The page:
Every now and then I’ll hear from someone who has bought into the “Jesus Myth” hypothesis. You can find this in books like Jesus Potter, Harry Christ, in the “historical” studies of Acharya S., or from your neighborhood atheist who heard that there are some similarities between the stories of Jesus and Mithras, and who finds it expedient to believe that the Jesus narrative was fabricated like a patchwork quilt from various other stories that might have floated through Palestine two thousand years ago.
Bart Ehrman is not at all a defender of the historically orthodox version of who Jesus Christ was and what he did and taught. Our own Ben Witherington is a faithful documenter of the various things Ehrman gets wrong. Yet there is no doubt over the fact that Bart Ehrman is a respected scholar who does his homework. And here is Dr. Ehrman confronted with the “Jesus Myth” hypothesis on a radio program (HT Scott Rachui):http://www.youtube.com/watch?v=yRx0N4GF0AY
If you’re interested in learning more, I recommend the series from James Hannam which we published on the Evangelical Portal – in Part One, Part Two, Part Three and Part Four. For other online sources of information on the pagan parallels theories, see this detailed examination of various pagan deities and whether their stories coincide with that of Jesus, this note from William Lane Craig, or (as a more specific example) this response to the Jesus-as-Mithras claim, or this article from Ronald Nash. For book-length responses, consult R. T. France’s The Evidence for Jesus or Nash’s The Gospel and the Greeks.
It’s difficult, of course, for a non-historian to know how to sort through these things. If one historian (or at least a person who holds herself out as a historian) claims that the Jesus story is a composite of pagan myths while another historian says otherwise, how do you know whom to believe?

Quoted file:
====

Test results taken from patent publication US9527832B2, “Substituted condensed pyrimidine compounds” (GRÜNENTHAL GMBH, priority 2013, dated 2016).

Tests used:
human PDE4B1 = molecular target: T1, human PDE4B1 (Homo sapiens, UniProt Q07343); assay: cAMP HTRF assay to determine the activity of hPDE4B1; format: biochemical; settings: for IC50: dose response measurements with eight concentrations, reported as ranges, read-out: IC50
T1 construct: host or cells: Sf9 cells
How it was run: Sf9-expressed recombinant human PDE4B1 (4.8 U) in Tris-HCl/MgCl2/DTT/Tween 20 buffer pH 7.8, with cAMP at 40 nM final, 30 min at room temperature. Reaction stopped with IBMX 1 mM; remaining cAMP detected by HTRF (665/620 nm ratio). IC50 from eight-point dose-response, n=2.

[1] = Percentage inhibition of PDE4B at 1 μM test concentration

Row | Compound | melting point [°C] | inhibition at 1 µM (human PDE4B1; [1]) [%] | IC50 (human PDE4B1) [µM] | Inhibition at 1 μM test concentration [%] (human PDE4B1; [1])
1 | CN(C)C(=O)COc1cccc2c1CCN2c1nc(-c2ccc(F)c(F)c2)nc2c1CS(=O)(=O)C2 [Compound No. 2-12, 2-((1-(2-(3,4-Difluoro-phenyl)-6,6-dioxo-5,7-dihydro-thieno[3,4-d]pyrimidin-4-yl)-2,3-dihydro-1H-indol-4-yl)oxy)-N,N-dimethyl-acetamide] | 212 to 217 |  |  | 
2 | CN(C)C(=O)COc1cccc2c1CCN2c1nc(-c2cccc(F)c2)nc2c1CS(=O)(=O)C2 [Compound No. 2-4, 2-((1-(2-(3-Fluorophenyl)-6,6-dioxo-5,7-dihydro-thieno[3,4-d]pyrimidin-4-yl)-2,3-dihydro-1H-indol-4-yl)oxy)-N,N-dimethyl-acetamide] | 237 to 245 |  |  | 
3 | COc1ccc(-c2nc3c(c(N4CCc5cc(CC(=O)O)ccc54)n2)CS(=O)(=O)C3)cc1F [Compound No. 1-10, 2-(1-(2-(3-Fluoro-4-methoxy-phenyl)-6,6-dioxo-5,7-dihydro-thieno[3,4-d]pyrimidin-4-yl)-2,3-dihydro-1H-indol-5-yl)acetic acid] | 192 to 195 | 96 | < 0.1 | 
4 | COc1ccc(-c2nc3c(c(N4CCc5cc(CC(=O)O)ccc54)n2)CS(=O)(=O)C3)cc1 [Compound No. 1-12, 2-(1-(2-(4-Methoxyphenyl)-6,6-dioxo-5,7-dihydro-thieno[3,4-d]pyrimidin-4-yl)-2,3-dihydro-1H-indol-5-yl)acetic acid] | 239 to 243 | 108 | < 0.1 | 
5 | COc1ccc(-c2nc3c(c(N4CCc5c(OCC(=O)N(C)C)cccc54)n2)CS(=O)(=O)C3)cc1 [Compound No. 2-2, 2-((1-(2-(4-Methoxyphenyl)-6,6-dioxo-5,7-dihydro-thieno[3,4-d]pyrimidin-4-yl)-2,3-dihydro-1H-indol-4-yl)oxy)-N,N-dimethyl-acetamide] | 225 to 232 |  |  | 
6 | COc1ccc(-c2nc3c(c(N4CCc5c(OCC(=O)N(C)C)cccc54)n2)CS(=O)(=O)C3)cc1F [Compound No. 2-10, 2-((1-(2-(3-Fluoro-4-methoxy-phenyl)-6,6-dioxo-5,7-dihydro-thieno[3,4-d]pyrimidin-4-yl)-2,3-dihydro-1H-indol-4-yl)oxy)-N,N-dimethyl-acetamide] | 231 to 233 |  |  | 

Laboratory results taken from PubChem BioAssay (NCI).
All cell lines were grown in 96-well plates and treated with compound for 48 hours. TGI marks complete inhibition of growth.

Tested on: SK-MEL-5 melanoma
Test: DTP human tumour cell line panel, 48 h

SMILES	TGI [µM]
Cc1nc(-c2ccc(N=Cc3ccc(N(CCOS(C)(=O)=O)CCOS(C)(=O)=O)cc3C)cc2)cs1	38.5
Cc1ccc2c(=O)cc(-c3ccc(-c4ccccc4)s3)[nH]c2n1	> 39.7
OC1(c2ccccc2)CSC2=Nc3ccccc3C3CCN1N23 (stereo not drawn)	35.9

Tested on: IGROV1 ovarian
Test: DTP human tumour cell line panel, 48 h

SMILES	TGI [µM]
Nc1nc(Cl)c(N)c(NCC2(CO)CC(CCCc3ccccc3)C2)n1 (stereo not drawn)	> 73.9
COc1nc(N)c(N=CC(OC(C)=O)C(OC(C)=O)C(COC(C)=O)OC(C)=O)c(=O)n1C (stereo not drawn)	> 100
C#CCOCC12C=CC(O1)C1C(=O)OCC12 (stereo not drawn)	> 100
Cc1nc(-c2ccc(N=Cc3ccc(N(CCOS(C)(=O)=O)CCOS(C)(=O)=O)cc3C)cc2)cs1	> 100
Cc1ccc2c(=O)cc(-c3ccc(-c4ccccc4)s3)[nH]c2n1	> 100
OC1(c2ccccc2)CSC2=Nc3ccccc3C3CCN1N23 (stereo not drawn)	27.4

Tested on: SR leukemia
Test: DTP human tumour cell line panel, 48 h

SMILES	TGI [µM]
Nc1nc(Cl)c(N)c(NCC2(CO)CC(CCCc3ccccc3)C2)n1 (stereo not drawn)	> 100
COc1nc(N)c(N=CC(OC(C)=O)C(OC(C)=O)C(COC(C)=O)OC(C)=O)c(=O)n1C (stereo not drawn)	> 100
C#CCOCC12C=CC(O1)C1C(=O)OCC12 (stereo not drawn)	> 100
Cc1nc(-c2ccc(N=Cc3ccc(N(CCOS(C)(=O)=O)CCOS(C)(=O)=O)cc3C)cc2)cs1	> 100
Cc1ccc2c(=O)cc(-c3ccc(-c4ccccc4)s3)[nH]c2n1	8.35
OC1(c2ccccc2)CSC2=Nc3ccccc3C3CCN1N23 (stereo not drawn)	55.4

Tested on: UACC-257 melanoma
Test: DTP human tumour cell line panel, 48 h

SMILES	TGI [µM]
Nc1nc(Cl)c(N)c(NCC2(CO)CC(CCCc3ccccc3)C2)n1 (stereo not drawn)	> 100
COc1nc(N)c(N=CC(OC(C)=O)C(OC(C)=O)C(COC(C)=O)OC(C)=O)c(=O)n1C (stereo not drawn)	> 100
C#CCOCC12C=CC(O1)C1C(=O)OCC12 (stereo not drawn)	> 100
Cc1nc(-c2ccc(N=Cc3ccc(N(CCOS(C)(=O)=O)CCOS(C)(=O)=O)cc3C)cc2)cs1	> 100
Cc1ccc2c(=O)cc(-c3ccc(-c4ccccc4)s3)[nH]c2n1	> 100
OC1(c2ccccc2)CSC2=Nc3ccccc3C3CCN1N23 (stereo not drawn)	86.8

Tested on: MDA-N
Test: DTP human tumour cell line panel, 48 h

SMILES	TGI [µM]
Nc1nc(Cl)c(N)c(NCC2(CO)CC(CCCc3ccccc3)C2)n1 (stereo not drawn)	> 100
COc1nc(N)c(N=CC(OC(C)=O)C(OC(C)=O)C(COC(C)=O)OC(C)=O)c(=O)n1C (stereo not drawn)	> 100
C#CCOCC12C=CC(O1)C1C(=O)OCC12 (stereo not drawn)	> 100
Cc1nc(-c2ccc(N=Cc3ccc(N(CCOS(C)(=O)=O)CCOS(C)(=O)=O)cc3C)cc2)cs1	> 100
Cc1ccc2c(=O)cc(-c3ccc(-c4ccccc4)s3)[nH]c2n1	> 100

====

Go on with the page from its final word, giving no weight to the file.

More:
This is why responses like this from Bart Ehrman are so difficult for the Jesus Mythers. It’s not as though the historians and New Testament scholars who affirm the existence of Jesus are ultra-conservative Christians who will defend their Jesus no matter what. That’s not the case at all. I’ve never met Ehrman, but I’ve met plenty of people in the field, plenty of historians and biblical scholars who are eager — truly eager — to overturn traditional views of Jesus. They’re also eager to publish books that make a splash, get on the cover of Time magazine, and sell like hotcakes. The fact that even they cannot bring themselves to say that Jesus never existed is devastating to the Jesus Myth hypothesis.
As Ehrman says, there is no serious historical scholar who believes that Jesus never existed. In fact, for the longest time there was no scholarly response to the Jesus Myth hypothesis, just because there were no credible proponents of the hypothesis in scholarly circles. Ehrman makes the reason plain. We have more evidence for Jesus than we do for anyone else in the ancient world — and arguably (I would add) more than anyone up through the medieval period. If the abundance of evidence for Jesus is insufficient, then the evidence for every other figure is even more insufficient and we might as well stop reading history books.
Simply put, if you can’t say that Jesus existed, then you can’t do history at all. Dismissals of the existence of Jesus are not historical. They’re ideological.